In 1983, two days after graduation, he married his sweetheart Lisa and was soon practicing back home in Chattanooga, primarily as a litigator. “I think pretty good on my feet,” he says. “As a teacher, I was expositing a great deal. I still think there’s a very important educative aspect to trying a case. Ultimately, you’ve got to present something that people are going to accept.”

In his first jury trial, which took place a few months after he joined Poole, Lawrence, Thornbury & Stanley, Hobbs represented a man charged with escaping from prison with just three weeks left to go on his sentence. “The problem with an escape defense was that he was gone for three and a half years. It was kind of hard to say he hadn’t escaped,” Hobbs says.

In court, the defendant sported long hair, a beard and a menacing stare. “He asked me at one point if he should look at the jury,” Hobbs remembers. “I said, ‘I wouldn’t if I were you.’”

Hobbs lost the case but, he says, “I realized I could kind of see myself doing this long-term.”

After practicing for several years at Stophel & Stophel, in 1989 he went solo and became co-owner of a company that bought loans from failed banks. In 1992, he joined Bell Turner Murphy Wilson & Hobbs, now Bell & Hobbs.

 His most memorable case, although by no means a headline grabber, is the one that makes him smile. After a four-week trial involving a contested will, Hobbs secured a favorable verdict for his client. “From all appearances, there was simply no way that we could prevail in this. I have to think that’s some pretty good lawyering because most anyone would’ve looked at the central facts in that case and said … the will has to be overturned. But the devil is in the details sometimes and I was able to bring those things out to the jury. It may have been among the best work I’ve done.”

County work a priority

Despite his own busy caseload, he says, his legal work for Hamilton County comes first. Dobbs notes that he has handled more than 300 government cases since 2001, when he started as special counsel.

Assistant county attorney since 2012, he primarily defends against civil rights claims, many of which involve the operations of the Sheriff’s Department simply because of the “subject matter,” he points out. “You have jail litigation. There’s violence in jail. When people come into jail, they’ve got drug issues, so you’ve got medical care issues, you’ve got suicide issues. Just about all the crisis points of society actually are personified in jail. Drug culture, you name it. Gang culture, yes. Not handling your issues, family problems – that’s why they’re in jail. Plus, out on the road, you’re arresting people, in high-speed chases, [encountering] guys with guns. It just generates more claims than, say, public works.”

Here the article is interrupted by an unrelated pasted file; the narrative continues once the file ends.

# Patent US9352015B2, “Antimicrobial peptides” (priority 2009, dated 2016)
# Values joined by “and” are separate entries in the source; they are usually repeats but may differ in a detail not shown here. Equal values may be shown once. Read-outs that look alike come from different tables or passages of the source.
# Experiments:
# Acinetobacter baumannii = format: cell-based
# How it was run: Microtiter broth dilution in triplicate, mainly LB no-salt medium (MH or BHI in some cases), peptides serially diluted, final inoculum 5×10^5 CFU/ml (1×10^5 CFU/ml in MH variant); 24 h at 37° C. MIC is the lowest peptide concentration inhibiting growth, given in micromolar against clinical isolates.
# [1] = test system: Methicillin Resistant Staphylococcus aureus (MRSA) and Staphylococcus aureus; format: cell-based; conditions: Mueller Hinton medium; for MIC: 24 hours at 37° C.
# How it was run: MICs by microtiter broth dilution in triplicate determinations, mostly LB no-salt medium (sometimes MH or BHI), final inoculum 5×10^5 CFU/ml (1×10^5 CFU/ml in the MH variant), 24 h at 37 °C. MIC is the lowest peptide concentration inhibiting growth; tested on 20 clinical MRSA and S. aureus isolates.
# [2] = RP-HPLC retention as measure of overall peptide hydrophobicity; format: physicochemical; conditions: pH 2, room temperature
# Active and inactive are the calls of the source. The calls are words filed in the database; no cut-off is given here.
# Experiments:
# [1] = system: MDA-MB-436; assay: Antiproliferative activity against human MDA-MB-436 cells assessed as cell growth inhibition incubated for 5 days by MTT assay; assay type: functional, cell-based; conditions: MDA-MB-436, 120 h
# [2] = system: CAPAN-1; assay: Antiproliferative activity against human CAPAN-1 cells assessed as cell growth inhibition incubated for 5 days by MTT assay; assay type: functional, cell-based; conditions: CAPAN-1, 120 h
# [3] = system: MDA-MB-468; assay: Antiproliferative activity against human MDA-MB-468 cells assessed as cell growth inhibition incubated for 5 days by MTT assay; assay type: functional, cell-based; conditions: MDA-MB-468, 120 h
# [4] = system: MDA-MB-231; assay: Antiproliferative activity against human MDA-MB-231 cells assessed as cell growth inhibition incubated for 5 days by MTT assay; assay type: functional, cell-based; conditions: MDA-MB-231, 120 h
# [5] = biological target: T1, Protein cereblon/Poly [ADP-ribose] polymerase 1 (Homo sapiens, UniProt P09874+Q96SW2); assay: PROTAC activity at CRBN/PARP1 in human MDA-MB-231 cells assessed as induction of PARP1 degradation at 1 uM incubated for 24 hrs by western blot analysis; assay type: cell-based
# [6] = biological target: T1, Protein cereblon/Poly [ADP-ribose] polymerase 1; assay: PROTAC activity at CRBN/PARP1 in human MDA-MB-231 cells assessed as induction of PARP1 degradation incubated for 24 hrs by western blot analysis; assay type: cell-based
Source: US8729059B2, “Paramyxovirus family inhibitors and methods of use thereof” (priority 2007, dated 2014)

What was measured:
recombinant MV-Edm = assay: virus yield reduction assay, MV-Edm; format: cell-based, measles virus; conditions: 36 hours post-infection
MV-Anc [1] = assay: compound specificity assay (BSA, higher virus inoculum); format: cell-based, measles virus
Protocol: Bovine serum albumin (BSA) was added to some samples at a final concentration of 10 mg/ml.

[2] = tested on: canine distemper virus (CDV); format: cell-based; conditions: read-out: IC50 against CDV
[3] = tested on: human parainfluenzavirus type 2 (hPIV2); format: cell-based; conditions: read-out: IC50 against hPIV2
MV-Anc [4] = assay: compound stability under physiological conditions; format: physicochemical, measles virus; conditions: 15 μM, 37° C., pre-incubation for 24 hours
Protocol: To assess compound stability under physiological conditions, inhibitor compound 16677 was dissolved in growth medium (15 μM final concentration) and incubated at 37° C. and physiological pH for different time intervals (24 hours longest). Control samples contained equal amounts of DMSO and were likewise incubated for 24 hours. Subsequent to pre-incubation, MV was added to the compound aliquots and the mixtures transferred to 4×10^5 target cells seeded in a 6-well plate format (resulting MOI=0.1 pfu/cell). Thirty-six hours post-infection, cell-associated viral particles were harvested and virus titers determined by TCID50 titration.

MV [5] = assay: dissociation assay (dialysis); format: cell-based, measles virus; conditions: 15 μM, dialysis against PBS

Hearkening back to his first love – teaching – Hobbs has coached local youth teams, trained sheriff’s deputies in criminal law issues, and now lectures to law enforcement groups statewide and beyond. “What that makes me do is to make sure that I know, at all times, what the basic principles are in defending a civil rights claim. And this is an outlet for me to learn and relearn and look at different facts and situations and see what courts are doing. It’s kind of like practicing for an athletic event, and I do it through teaching.”

Two of Hobbs’ four grown children are lawyers, something he says he never pushed for, nor even envisioned. Son Brient, a coach like his dad, is an Air Force JAG officer. Daughter Mackenzie is a first-year, white-collar criminal defense attorney in Nashville.

Helping clients resolve their problems is, for Hobbs, the best part of practicing law. “I would like to think – and I hate this phrase – that at the end of the day, most people will recognize that I’ve tried to act fairly, even humorously and certainly compassionately.”